The Omnipresent Connection Between Victor Frankenstein and the Ancient Mariner

The Omnipresent Connection Between Victor Frankenstein and the Ancient Mariner

Frankenstein by Mary Shelley and “The Rime of the Ancient Mariner” by Samuel Taylor Coleridge may seem like two very different stories, but their characters have more in common than one might think. For instance, Victor Frankenstein and the Ancient Mariner are very similar. Both men are seeking to be remembered for something and their task turns sour.

Both Victor Frankenstein and the Ancient Mariner make decisions that will change their lives forever. For worse, that is. Victor Frankenstein decides to create his monster and is frightened by his own creation. Once his monster realizes that he is not wanted, he escapes Victor’s room and ventures into the real world. A little later on, William, Victor’s brother, is murdered while he is outside playing. Victor is certain that his monster has killed the little boy. Victor resents his creation and says “Nothing in human shape could have destroyed that fair child. He was the murderer! I could not doubt it” (68-69). This is very similar to whenever the Ancient Mariner kills the Albatross. The Albatross is seen as a good omen and is respected by all men on the ship. Well, except for the Ancient Mariner. Once the bird is dead, the Mariner’s shipmates attack and ridicule him for committing such a heinous act. The Mariner realizes what he has done and says “And I had done a hellish thing, / And it would work ‘em woe: / For all averred, I had killed the bird / That made the breeze to blow” (90-95). Both men have regretted their actions after seeing the dire consequences. 

When it comes to dealing with their actions, both Victor Frankenstein and the Ancient Mariner must carry the guilt on their shoulders for the rest of their lives. After Victor resents his monster for the death of William, he feels an extraordinary amount of sorrow and pain. He says “No one can conceive the anguish I suffered during the remainder of the night, which I spent, cold and wet, in the open air. But I did not feel the inconvenience of the weather; my imagination was busy in scenes of evil and despair” (69). At this point in time, Victor cannot live a normal life ever again. He must always fear that his monster will strike again and murder another in cold blood. For the Ancient Mariner, the guilt is all the same. After he kills the Albatross, the ship begins to experience the conditions of horrible weather and the sea casts out its monsters to wreak havoc. The Mariner’s shipmates want him to remember his guilt, so they force him to wear the dead bird around his neck as they continue their voyage. The Mariner says “Ah! well-a-day what evil looks / Had I from old and young! / Instead of the cross, the Albatross / About my neck was hung” (139-142). These results would haunt them for the remainder of their days.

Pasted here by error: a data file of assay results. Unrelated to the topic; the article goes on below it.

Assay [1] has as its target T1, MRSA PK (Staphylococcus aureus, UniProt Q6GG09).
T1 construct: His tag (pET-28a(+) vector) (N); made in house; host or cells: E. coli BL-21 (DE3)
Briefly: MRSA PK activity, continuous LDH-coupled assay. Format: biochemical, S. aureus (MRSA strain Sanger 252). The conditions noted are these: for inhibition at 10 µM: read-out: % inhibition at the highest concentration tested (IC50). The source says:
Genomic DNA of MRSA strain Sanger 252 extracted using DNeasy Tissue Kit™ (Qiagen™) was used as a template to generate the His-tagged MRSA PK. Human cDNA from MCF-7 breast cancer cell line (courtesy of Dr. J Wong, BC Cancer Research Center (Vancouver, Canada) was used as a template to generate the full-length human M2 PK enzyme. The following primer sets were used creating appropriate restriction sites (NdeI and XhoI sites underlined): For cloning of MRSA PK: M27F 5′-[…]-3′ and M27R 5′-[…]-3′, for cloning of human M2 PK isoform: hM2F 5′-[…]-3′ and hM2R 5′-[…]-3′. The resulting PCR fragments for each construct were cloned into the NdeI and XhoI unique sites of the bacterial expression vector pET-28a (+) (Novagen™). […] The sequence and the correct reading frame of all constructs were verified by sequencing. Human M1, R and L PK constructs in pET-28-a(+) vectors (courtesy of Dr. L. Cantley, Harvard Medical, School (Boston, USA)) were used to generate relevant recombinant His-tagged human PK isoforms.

Lastly, both men are forced to tell their tales until they die. The story of Victor Frankenstein would not be known if it wasn’t being recorded by Captain Walton, who is the captain of the ship that Victor is brought onto. Walton recounts his visitor, Victor, saying “when I reflect that you are pursuing the same course, exposing yourself to the same dangers which have rendered me what I am, I imagine that you may deduce an apt moral from my tale; one that may direct you if you succeed in your undertaking, and console you in your case of failure” (25). Victor is willing to tell Walton his story, but he wishes that it will teach him a lesson. He does not want Walton to follow in his footsteps and make the same decisions that he did. Similarly, the Ancient Mariner must tell all who he encounters about his “ghastly tale” (584). He says “I pass, like night, from land to land; / I have strange power of speech; / That moment that his face I see, / I know the man that must hear me: / To him my tale I teach” (586-590). Since he is the only survivor from the voyage, it is his duty to inform others about his story and to keep them from making the same mistakes. Without a doubt, these stories took a toll on both Victor and the Ancient Mariner.

In conclusion, Victor Frankenstein and the Ancient Mariner may be two different men, but they are one and the same. They both made decisions that affected them for the rest of their lives, they had to carry the weight on their shoulders, and they were forced to tell other people their stories. The connections between these two stories is extremely evident and provides an insight into how decisions shape the lives of everyone.

Works Cited

Coleridge, Samuel Taylor. “The Rime of the Ancient Mariner.” The Norton Anthology of British Literature: The Romantic Period. 10th ed. Stephen Greenblatt, General Editor. W. W. Norton, 2017. pp. 448-64.

Shelley, Mary. Frankenstein. Introduction and Notes by Karen Karbiener. Barnes and Noble, 2003.

To the left, my copy of The Norton Anthology of British Literature: The Romantic Period and my copy of Frankenstein are pictured.

One thought on “The Omnipresent Connection Between Victor Frankenstein and the Ancient Mariner

  1. I agree that the choices that we make can have a lasting impact on our lives as shown by both men. In both stories we can see how they started off making choices that would be beneficial to themselves and this led to their downfalls.


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